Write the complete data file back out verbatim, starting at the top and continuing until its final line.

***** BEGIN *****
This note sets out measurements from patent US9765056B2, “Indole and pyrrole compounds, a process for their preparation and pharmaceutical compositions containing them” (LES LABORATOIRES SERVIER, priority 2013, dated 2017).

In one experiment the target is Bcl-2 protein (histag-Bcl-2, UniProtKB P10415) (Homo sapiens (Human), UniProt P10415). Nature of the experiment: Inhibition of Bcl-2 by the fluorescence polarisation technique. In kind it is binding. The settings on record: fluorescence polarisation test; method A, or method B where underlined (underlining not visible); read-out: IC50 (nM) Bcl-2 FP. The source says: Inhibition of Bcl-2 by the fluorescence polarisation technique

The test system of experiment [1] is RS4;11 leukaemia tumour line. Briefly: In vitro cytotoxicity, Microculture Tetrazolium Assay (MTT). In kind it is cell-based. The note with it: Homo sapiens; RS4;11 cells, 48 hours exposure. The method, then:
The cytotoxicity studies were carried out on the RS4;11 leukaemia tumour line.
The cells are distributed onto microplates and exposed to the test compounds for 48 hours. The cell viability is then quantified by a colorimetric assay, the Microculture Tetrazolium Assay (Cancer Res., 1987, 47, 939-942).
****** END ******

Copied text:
This note sets out measurements from patent US9765056B2, “Indole and pyrrole compounds, a process for their preparation and pharmaceutical compositions containing them” (LES LABORATOIRES SERVIER, priority 2013, dated 2017).

In one experiment the target is Bcl-2 protein (histag-Bcl-2, UniProtKB P10415) (Homo sapiens (Human), UniProt P10415). Nature of the experiment: Inhibition of Bcl-2 by the fluorescence polarisation technique. In kind it is binding. The settings on record: fluorescence polarisation test; method A, or method B where underlined (underlining not visible); read-out: IC50 (nM) Bcl-2 FP. The source says: Inhibition of Bcl-2 by the fluorescence polarisation technique

The test system of experiment [1] is RS4;11 leukaemia tumour line. Briefly: In vitro cytotoxicity, Microculture Tetrazolium Assay (MTT). In kind it is cell-based. The note with it: Homo sapiens; RS4;11 cells, 48 hours exposure. The method, then:
The cytotoxicity studies were carried out on the RS4;11 leukaemia tumour line.
The cells are distributed onto microplates and exposed to the test compounds for 48 hours. The cell viability is then quantified by a colorimetric assay, the Microculture Tetrazolium Assay (Cancer Res., 1987, 47, 939-942).